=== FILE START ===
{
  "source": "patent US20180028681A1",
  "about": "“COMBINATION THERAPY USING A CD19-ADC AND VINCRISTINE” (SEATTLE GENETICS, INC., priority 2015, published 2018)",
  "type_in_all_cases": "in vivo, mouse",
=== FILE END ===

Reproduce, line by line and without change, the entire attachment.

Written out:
{
  "source": "patent US20180028681A1",
  "about": "“COMBINATION THERAPY USING A CD19-ADC AND VINCRISTINE” (SEATTLE GENETICS, INC., priority 2015, published 2018)",
  "type_in_all_cases": "in vivo, mouse",